Loneliness During Coronavirus

One of the feelings many of us are experiencing during the current coronavirus pandemic is loneliness. With the combined efforts to stay safe and save lives, our usual ways of seeing family, friends, or just familiar faces have been put on pause.

How Lonely Are Adults Feeling?

According to a survey done, one in four said they had feelings of loneliness.  In a matter of weeks, social distancing left millions of people feeling isolated. Young people are most likely to experience loneliness.

How Does Loneliness Affect Our Mental Health?

Many of us feel lonely from time to time and these short-term feelings shouldn’t harm our mental health. However, the longer the pandemic goes on, the more these feelings become long-term. Long-term loneliness is associated with an increased risk of certain mental health problems, including depression, anxiety, and increased stress. The impact of long-term loneliness on mental health can be very hard to manage.

What Can We Do To Prevent Loneliness?

We are being told to stay at home and only go outside for food, health reasons, or essential work, to stay two meters away from other people, and to wash our hands regularly. That means we need to adapt to how we connect with people and find new ways to stay in touch during this time. Now more than ever is the time to keep those strong social networks that can act as a buffer against poor mental health.

Staying in touch through video calls, Whatsapp or just regular phone calls is vital. Keep up your routine where possible.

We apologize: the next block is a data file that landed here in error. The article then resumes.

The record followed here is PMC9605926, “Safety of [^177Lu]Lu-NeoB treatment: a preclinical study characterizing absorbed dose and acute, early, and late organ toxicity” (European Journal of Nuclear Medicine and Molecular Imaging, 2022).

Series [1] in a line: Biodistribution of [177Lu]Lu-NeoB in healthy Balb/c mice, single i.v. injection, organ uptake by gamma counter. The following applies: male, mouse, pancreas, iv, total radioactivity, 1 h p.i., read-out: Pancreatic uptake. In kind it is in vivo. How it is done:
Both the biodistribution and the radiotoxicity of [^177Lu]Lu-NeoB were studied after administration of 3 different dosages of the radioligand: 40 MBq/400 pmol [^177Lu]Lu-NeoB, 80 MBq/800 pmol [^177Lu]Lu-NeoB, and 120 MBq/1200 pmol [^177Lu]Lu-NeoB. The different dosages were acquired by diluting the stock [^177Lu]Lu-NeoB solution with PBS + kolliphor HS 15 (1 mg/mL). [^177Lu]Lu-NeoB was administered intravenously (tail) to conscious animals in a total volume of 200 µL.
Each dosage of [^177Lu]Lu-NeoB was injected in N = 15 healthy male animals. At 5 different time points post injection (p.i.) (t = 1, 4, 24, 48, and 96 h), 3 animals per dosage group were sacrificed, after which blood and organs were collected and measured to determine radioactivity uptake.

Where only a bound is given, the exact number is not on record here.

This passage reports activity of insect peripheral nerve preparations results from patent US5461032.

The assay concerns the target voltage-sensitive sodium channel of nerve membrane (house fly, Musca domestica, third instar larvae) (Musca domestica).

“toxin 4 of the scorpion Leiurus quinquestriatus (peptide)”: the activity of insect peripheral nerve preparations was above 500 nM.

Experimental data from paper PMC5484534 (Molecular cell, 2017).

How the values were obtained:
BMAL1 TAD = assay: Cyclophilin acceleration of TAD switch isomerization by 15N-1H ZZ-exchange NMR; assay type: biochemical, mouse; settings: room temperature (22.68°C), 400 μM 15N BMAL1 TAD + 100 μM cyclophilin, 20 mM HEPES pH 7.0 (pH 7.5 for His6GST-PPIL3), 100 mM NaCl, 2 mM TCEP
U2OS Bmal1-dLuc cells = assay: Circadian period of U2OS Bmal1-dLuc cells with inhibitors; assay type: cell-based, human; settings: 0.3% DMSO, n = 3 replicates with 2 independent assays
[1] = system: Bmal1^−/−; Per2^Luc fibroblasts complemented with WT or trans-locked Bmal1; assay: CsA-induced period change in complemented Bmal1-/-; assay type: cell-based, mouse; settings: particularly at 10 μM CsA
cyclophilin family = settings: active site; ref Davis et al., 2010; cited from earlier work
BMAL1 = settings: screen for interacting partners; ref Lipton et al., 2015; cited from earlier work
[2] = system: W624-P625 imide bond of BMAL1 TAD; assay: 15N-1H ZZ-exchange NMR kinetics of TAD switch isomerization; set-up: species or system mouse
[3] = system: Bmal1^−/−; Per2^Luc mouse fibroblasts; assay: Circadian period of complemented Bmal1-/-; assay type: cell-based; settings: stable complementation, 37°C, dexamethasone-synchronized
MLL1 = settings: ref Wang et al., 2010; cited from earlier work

Helping Others Who Might Be Experiencing Loneliness

One idea is to get in touch with someone who lives alone or might not have any relatives or close connections to check in on them. A message or a phone call could make a big difference to someone who hasn’t heard from anyone in a while. If it is a neighbor, you could even share something you’ve baked (at a safe distance). If you know someone who struggles with technology, now could be a good time to talk to them by setting up something like Skype or Zoom at home. This could make a huge difference in their social interactions in the future.

It’s Not Just You

Remember, no one is exempt from feeling lonely at times. All of us at some point or other during this pandemic will feel cut off from our loved ones. Some of us will have greater access to technology than others or more social connections. Caring for each other, checking in on people who are more isolated, or even volunteering for a helpline, can prevent a loneliness epidemic.

What To Do If You Are Feeling Lonely

• Try calling a friend, family member, health professional, or counselor to talk about your feelings.
• Join an online group or class that focuses on something you enjoy – that could be anything from an online exercise class, book club, etc.
• Consider going for short walks in public places.

This is a challenging and sometimes lonely time, but it will pass. There will be lots of hugs, shared pots of tea, parties, and celebrations in the future. For now, let’s be as kind as possible to ourselves and others.